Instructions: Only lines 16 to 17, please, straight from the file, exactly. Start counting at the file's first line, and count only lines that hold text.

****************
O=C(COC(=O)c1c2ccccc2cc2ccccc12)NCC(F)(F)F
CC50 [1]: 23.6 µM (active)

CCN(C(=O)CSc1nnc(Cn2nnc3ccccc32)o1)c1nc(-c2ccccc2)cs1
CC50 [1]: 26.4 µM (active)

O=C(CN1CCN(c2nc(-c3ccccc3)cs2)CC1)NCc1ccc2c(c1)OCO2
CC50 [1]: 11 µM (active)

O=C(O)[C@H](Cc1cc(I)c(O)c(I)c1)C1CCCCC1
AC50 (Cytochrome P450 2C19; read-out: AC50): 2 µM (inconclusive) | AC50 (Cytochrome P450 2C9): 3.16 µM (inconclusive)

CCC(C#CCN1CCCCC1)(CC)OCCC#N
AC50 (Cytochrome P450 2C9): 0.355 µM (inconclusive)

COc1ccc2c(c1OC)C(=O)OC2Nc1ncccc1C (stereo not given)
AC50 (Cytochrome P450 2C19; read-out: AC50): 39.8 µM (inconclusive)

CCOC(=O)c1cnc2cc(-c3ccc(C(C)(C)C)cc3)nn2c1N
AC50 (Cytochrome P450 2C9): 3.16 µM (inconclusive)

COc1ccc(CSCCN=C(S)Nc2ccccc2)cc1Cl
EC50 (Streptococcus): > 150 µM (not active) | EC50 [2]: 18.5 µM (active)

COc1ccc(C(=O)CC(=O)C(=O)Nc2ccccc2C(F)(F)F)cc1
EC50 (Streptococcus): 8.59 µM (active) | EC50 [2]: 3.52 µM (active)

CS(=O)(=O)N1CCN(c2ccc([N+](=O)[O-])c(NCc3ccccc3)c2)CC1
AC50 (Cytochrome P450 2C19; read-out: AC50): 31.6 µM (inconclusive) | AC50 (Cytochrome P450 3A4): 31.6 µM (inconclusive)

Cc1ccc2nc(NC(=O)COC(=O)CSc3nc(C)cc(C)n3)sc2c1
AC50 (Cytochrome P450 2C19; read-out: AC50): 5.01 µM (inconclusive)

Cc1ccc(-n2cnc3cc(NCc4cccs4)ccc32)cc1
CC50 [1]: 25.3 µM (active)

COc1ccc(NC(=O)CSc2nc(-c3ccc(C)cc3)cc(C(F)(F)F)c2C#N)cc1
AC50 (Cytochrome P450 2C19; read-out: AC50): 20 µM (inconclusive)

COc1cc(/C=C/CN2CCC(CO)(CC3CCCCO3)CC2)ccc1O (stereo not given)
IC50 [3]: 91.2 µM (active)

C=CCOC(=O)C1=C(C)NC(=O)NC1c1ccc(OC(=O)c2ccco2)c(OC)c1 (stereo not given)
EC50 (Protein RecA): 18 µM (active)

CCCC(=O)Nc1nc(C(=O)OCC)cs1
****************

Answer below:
EC50 (Streptococcus): > 150 µM (not active) | EC50 [2]: 18.5 µM (active)

COc1ccc(C(=O)CC(=O)C(=O)Nc2ccccc2C(F)(F)F)cc1